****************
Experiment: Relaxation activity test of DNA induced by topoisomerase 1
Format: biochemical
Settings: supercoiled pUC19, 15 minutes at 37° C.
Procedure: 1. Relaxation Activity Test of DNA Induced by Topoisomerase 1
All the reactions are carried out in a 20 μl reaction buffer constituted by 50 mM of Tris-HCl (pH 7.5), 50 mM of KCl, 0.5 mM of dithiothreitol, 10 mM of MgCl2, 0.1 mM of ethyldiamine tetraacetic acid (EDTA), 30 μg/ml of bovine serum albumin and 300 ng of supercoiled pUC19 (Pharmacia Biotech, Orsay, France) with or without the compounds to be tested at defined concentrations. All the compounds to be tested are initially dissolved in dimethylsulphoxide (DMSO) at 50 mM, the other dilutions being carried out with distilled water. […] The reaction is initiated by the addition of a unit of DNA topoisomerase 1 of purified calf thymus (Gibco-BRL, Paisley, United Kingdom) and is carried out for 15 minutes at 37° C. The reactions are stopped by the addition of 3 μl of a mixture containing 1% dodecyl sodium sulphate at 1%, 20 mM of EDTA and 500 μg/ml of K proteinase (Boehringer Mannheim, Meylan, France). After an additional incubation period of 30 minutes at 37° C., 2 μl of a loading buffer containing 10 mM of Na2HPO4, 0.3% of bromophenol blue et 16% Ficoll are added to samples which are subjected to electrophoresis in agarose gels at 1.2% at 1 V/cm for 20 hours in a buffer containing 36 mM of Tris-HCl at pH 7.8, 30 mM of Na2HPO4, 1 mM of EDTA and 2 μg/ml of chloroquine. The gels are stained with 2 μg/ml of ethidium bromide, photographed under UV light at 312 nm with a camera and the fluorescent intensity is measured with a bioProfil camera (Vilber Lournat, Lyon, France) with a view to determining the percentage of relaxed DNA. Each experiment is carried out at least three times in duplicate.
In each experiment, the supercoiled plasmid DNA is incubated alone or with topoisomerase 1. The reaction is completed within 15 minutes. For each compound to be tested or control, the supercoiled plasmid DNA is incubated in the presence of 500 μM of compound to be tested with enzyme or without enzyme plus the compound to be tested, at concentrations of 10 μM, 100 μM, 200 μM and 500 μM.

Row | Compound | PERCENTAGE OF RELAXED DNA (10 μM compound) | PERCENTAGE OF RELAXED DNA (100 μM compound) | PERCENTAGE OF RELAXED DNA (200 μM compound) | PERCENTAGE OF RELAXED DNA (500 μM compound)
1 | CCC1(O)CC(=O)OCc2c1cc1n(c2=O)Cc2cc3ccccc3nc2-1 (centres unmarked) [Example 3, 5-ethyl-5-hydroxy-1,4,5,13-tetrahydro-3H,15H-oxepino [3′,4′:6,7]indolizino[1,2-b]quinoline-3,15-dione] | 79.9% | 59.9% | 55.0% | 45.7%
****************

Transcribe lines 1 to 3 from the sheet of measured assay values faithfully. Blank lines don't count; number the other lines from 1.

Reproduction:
Experiment: Relaxation activity test of DNA induced by topoisomerase 1
Format: biochemical
Settings: supercoiled pUC19, 15 minutes at 37° C.